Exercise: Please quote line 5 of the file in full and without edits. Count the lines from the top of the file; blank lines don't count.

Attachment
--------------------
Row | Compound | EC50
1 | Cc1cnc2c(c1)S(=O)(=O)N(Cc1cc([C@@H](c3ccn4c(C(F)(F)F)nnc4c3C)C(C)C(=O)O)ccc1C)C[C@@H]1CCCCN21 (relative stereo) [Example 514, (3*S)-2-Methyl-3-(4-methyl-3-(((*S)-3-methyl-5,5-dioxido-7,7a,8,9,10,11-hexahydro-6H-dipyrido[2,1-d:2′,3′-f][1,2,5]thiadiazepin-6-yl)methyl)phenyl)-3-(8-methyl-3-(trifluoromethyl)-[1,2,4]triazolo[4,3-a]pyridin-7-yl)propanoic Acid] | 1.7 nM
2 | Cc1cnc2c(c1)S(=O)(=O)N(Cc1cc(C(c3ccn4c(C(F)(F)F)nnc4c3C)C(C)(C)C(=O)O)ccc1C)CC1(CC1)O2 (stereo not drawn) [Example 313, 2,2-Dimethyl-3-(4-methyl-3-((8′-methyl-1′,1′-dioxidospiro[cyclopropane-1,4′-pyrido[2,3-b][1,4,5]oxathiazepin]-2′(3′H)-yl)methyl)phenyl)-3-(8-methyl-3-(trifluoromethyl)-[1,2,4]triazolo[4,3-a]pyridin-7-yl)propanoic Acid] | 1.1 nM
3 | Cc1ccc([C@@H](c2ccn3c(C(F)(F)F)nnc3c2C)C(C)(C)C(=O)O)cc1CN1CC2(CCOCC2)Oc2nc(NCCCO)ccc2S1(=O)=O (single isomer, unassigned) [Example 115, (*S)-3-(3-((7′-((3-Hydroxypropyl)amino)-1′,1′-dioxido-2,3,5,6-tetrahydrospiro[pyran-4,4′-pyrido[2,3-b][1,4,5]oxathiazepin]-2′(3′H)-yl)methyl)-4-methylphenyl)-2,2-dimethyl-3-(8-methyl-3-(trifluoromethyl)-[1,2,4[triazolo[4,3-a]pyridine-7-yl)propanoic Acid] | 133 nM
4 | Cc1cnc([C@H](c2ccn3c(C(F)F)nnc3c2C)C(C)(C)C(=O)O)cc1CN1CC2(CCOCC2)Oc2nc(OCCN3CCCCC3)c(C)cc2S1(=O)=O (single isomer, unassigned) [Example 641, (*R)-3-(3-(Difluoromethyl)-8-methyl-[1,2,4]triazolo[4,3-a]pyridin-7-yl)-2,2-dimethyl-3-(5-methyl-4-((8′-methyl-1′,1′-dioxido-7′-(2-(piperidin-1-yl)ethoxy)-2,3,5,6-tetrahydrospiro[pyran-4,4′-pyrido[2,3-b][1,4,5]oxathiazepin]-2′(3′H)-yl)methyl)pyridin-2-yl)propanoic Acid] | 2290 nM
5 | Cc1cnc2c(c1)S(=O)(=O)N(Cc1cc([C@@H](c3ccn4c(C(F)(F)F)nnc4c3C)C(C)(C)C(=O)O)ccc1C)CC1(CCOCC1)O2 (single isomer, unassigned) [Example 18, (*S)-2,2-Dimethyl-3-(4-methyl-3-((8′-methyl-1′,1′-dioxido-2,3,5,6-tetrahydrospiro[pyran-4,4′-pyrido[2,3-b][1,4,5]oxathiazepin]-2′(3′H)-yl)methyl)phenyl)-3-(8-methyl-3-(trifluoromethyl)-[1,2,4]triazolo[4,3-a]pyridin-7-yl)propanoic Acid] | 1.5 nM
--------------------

4 | Cc1cnc([C@H](c2ccn3c(C(F)F)nnc3c2C)C(C)(C)C(=O)O)cc1CN1CC2(CCOCC2)Oc2nc(OCCN3CCCCC3)c(C)cc2S1(=O)=O (single isomer, unassigned) [Example 641, (*R)-3-(3-(Difluoromethyl)-8-methyl-[1,2,4]triazolo[4,3-a]pyridin-7-yl)-2,2-dimethyl-3-(5-methyl-4-((8′-methyl-1′,1′-dioxido-7′-(2-(piperidin-1-yl)ethoxy)-2,3,5,6-tetrahydrospiro[pyran-4,4′-pyrido[2,3-b][1,4,5]oxathiazepin]-2′(3′H)-yl)methyl)pyridin-2-yl)propanoic Acid] | 2290 nM